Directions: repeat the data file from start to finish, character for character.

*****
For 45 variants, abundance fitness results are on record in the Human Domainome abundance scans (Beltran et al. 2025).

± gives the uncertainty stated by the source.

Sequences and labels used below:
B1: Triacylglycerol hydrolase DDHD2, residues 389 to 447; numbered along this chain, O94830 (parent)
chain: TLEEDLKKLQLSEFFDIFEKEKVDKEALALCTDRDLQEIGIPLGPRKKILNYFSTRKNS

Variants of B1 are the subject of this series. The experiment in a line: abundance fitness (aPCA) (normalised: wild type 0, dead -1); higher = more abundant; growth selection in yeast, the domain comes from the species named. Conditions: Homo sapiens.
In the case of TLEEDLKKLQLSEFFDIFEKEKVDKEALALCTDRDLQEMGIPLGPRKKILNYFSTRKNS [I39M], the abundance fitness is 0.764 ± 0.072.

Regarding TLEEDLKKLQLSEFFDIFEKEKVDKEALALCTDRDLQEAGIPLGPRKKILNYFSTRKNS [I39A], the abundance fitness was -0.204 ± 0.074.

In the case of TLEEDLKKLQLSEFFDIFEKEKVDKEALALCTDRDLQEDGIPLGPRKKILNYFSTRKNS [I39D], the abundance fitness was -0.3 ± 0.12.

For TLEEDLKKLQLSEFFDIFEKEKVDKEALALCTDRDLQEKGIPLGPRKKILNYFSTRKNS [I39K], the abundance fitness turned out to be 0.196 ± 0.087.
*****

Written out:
For 45 variants, abundance fitness results are on record in the Human Domainome abundance scans (Beltran et al. 2025).

± gives the uncertainty stated by the source.

Sequences and labels used below:
B1: Triacylglycerol hydrolase DDHD2, residues 389 to 447; numbered along this chain, O94830 (parent)
chain: TLEEDLKKLQLSEFFDIFEKEKVDKEALALCTDRDLQEIGIPLGPRKKILNYFSTRKNS

Variants of B1 are the subject of this series. The experiment in a line: abundance fitness (aPCA) (normalised: wild type 0, dead -1); higher = more abundant; growth selection in yeast, the domain comes from the species named. Conditions: Homo sapiens.
In the case of TLEEDLKKLQLSEFFDIFEKEKVDKEALALCTDRDLQEMGIPLGPRKKILNYFSTRKNS [I39M], the abundance fitness is 0.764 ± 0.072.

Regarding TLEEDLKKLQLSEFFDIFEKEKVDKEALALCTDRDLQEAGIPLGPRKKILNYFSTRKNS [I39A], the abundance fitness was -0.204 ± 0.074.

In the case of TLEEDLKKLQLSEFFDIFEKEKVDKEALALCTDRDLQEDGIPLGPRKKILNYFSTRKNS [I39D], the abundance fitness was -0.3 ± 0.12.

For TLEEDLKKLQLSEFFDIFEKEKVDKEALALCTDRDLQEKGIPLGPRKKILNYFSTRKNS [I39K], the abundance fitness turned out to be 0.196 ± 0.087.